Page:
Eggs are Hatching
Found the first egg shell, while cleaning the loft to-day. Caught me by surprise. Haven’t kept an eye on the calendar and got behind on my record keeping a bit. This time of year the days become routine for us retirees and the weeks slide right by. One minute it’s Monday and before you know it, it’s Saturday evening and we’re watching Hockey Night in Canada. Painful for us Leaf fans this year and likely will be for a few more years.
The pigeons were all paired on the 10th of January, both the breeders (12 pair) and racers (19 pair). It took the first ones 11 days to lay, the rest followed quickly, except for one young hen who didn’t lay till the first few days of February. As soon as the breeders were all on 2 eggs, the eggs were floated to the race loft. After only 8 days, 4 pair had already laid again, day 9 four more laid and the last ones on day 10. This allows me wean two rounds of youngsters, in only 10 days, off my breeders and it’s will be early enough in the season to take another round off them if needed. Today the first one hatched. Can’t believe how quick the time flew by. Winter rest is over for the birds and for the manager!
Two weeks before pairing up, the cocks had their daylight extended. The lights went on at 7 a.m in the morning and stayed on till 10 p.m in the evening, for a 15 hour day. The lights are on timers, no muss, no fuss. I found some Phillips true daylight (950’s) fluorescent tubes, T8’s. They are economical as they don’t us a lot of energy and give the birds a light spectrum that is very close to sunlight. Is it necessary to use the true light bulbs? I doubt it, I know others have success using regular light bulbs, but I’m a detail type of person and in the end I think it’s the little things, the details, that make for a successful season.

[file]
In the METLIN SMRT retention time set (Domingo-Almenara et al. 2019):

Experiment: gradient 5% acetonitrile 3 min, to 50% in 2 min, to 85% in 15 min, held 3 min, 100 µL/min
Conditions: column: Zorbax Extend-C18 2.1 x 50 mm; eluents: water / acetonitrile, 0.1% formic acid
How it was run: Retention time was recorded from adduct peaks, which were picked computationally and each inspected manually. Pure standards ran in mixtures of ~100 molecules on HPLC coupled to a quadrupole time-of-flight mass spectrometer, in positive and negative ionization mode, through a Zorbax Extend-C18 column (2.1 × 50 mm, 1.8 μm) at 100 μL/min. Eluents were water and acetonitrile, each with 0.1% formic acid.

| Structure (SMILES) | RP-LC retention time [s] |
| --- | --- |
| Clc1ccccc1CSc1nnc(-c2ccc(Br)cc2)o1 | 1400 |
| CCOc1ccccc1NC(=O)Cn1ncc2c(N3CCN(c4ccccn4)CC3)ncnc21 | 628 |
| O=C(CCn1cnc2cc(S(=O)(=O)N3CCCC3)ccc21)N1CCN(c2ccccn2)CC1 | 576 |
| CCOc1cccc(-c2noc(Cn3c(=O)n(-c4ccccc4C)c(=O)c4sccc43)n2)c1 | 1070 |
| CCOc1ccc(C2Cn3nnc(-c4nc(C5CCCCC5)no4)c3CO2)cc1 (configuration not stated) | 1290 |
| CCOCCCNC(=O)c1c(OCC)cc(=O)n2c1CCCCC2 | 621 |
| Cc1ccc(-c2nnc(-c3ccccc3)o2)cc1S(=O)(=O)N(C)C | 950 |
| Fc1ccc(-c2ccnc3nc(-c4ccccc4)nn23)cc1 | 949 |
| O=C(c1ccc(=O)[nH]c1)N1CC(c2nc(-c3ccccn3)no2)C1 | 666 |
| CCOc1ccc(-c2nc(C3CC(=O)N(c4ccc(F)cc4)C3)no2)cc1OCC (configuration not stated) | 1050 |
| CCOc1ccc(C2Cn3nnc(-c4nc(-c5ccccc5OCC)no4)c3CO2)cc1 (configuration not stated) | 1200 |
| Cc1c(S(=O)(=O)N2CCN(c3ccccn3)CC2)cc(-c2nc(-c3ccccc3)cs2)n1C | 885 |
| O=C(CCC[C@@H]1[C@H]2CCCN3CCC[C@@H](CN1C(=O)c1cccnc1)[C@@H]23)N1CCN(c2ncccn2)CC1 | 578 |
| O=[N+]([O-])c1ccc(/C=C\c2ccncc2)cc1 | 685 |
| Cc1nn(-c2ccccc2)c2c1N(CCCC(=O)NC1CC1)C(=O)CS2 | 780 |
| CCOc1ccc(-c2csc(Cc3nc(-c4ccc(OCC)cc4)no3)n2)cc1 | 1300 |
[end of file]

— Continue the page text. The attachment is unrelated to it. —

The hens only went on extended daylight for 3 or 4 days before pairing. We had a mild winter and the hens were in excellent condition. Before I knew better, I would put the hens on extended day length for a week or more. It’s not necessary, the hens react to the longer days quicker than the cocks and providing they are in good condition only need a few days of extra light. Even so by the time they lay the have been on the longer day light for 2 weeks. It is important to turn of the lights on the race loft as soon as they are down on eggs. We don’t want to stimulate an early moult and ruin our racing season, another detail. The breeders can all moult to their hearts content, the breeding season will be over long before the old bird racing season ends.
There weren’t any problems pairing, even though this year the majority of my birds are yearlings. Of course the yearling cocks were put 0n the flying loft right after the flying season was over at the end of September. The old cocks were moved to an aviary for a month and their boxes were closed. It didn’t take long for the young cocks to pick a box and by the time they were paired they had full ownership of a nest box, preventing fights and broken eggs when the hens were introduced, last month.
A successful breeding season is the foundation of successful old bird and young bird racing seasons. Health and nutrition are the building blocks for that foundation. There are steps we as fanciers can take to maximize both health and condition. More on that in the weeks to come.